Show House FAQ’s

General Information page PROOF #1


Since 1981, on a biennial basis, The Junior League of Buffalo and The Buffalo News have been creating elegant and stately Decorators’ Show Houses that generate awareness of The Junior League and serve as major fundraisers for high impact community projects.

Through the years, a number of frequently asked questions have arisen as guests tour the Decorators’ Show House.

Basic information about the Palmer Centennial House:

20th Decorators’ Show House

Year Built:  1910 by architect Ulysses G. Orr.  The house was first owned by a prominent local florist, William Palmer.

Arts & Crafts style home

Main House 4,269 square feet, 7 bedrooms, 3.5 bathrooms

31 decorated spaces

Q:  How is a house selected?

A:  During the summer, a team of Show House Steering Committee members tour potential properties that have been recommended by area real estate agencies and homeowners.  Although residences are not restricted to Buffalo, many of the city’s grand old homes are often referred, due to their architectural and historical significance. Some criteria a home must meet: 6000+ square feet, two staircases, architectural interest, suitable yard space, sufficient street parking for visitors, and must be vacant from January 1st -June 1st.

Q:  What do the owners pay for?  Who pays for what in each room?

A:  Decorators’ Show House is a major community fundraiser.  Therefore, neither The Junior League nor The Buffalo News pay for major structural improvements, such as a new driveway, new roof, significant plumbing or electrical issues, etc.  Should a potential home be in need of such repairs, the homeowners would have to agree to bear the cost before it could be selected as a Show House. Decorators are responsible for costs associated with room décor, which may include furnishings, wallpaper, window treatments, carpets, and accessories.  Each designer either bears the cost or borrows some or all of the items in a room.

Q:  What does the homeowner keep once the Show House is over?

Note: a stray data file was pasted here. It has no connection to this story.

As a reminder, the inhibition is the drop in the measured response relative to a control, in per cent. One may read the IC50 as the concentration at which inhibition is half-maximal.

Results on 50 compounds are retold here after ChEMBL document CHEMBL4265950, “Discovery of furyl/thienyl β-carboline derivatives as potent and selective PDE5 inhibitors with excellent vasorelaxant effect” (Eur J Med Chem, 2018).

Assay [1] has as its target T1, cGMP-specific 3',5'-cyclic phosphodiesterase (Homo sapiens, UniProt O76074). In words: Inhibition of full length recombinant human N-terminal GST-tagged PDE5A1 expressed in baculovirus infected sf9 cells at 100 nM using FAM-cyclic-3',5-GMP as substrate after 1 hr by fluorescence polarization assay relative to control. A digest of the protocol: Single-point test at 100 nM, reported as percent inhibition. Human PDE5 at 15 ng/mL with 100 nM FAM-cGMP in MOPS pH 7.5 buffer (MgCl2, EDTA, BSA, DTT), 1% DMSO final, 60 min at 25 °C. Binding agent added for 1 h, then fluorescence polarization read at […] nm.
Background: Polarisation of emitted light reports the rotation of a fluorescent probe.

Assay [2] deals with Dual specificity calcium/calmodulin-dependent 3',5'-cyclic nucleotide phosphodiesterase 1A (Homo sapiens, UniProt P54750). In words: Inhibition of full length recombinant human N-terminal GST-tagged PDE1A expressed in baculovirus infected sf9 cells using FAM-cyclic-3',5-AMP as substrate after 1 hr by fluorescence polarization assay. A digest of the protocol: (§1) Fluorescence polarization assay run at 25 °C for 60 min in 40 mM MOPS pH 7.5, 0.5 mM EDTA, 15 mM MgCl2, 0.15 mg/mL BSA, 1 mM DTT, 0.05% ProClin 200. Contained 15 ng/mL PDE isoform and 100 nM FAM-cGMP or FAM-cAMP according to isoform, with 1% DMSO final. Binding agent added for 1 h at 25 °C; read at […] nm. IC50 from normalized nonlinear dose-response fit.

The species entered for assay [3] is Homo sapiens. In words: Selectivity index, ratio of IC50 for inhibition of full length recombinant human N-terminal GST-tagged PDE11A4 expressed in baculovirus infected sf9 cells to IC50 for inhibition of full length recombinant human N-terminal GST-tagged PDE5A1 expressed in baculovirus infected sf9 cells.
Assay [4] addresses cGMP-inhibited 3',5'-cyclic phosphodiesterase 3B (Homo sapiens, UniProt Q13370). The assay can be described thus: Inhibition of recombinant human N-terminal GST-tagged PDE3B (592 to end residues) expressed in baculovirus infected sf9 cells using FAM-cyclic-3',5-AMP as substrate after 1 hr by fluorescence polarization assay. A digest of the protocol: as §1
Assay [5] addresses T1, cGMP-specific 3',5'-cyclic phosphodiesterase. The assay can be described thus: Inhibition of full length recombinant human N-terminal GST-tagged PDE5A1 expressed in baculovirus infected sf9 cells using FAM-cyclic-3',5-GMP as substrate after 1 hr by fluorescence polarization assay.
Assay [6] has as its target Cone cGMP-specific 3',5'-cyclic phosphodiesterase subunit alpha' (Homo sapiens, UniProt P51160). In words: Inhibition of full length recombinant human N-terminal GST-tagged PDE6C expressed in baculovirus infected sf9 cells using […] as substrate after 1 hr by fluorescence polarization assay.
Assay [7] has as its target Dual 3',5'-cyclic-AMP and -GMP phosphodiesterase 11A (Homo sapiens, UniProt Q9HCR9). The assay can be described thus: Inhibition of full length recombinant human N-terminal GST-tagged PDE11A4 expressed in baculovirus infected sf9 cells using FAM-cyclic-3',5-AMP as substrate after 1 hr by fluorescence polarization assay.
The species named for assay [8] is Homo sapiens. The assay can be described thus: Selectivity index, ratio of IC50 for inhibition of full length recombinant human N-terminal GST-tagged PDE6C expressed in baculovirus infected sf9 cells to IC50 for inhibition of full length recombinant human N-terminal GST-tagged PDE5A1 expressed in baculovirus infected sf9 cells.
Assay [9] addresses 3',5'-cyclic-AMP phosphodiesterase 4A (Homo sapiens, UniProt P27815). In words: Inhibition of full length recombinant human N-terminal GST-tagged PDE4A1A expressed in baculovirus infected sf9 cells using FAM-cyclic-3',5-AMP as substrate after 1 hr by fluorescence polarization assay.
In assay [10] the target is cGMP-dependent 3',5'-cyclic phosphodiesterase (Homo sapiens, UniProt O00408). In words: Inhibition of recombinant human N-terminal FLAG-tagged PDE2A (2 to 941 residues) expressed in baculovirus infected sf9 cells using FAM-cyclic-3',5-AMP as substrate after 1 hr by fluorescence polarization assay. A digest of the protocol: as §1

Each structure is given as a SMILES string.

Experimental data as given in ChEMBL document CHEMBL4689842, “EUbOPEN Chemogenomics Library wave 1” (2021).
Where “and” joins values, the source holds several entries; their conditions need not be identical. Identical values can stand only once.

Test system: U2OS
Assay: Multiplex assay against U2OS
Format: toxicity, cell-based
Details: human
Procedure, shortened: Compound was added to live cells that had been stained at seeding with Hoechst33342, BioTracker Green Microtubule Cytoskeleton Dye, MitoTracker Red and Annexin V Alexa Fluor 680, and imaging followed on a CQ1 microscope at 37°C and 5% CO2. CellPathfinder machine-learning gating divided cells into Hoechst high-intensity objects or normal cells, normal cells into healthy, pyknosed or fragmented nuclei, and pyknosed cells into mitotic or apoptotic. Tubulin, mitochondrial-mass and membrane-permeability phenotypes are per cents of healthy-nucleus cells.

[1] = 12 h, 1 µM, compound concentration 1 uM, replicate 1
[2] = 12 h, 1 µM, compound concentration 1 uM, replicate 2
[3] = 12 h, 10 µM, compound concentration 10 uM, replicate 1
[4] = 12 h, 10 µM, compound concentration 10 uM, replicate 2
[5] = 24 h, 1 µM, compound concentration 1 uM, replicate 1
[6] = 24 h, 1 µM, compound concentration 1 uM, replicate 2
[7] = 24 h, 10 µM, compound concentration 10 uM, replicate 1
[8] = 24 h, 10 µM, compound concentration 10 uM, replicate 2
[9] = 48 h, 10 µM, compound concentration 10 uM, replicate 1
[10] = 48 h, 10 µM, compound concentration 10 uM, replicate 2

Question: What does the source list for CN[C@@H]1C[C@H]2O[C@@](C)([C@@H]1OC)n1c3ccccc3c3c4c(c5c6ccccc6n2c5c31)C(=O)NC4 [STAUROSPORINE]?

A:  Owners of a Show House reap benefits such as new paint and wallpaper, refinished flooring, and fresh landscaping.  Items such as furniture, window treatments, appliances, carpets, paintings, and accessories are removed immediately after Show House closes, unless the homeowner wishes to purchase them.  Many items in the house are also available for purchase. Ask a room docent or stop at the Decorator Sales desk during Show House hours to get information on any item.

Q:  How are the decorators selected?

A:  Once the home is selected, designers, decorators, and landscapers are invited to tour the property and submit proposals representing their creative ideas.  A decorating team from the Show House Steering Committee selects designers and landscapers based on their interpretation and how ideas submitted fit into the overall scheme of the house.  Designers must adhere to the guidelines imposed by The Junior League and the homeowner in a contract, which all must sign before work can begin.

Q:  Why isn’t there more of a “flow” or theme in terms of color and style in a Decorators’ Show House?

A:  Unlike a model home or a home show, a Decorators’ Show House is intended to highlight a variety of independent decorators, each of whom possess a unique style.  The Kips Bay Decorator Show House held annually in New York City serves as a model for many decorators’ show houses throughout the country.

Q:  Is the Show House always for sale once it closes?  

A:  In some instances, a home is purchased before it becomes a Show House.  Other Show Houses have been placed on the market immediately after Show Houses ends.

Q:  What does The Junior League of Buffalo do?

A:  The Junior League of Buffalo is an organization of women committed to promoting voluntarism, developing the potential of women and to improving communities through the effective use of trained volunteers.  Its purpose is exclusively educational and charitable.

Q:  Who benefits from the proceeds of the Decorators’ Show House?

A:  Previous Show Houses have raised over $4.1 Million for our community.  Proceeds from the 2017 Decorators’ Show House ($215,000) went to Westminster Economic Development Institute.  Later this year, a committee comprised of Junior League members and representatives of The Buffalo News will work to determine the recipient of proceeds from the Palmer Centennial House. Visiting the Show House helps support a major project benefitting Western New York.  A complete list of past beneficiaries of Show House proceeds appears in the back of the Show House program.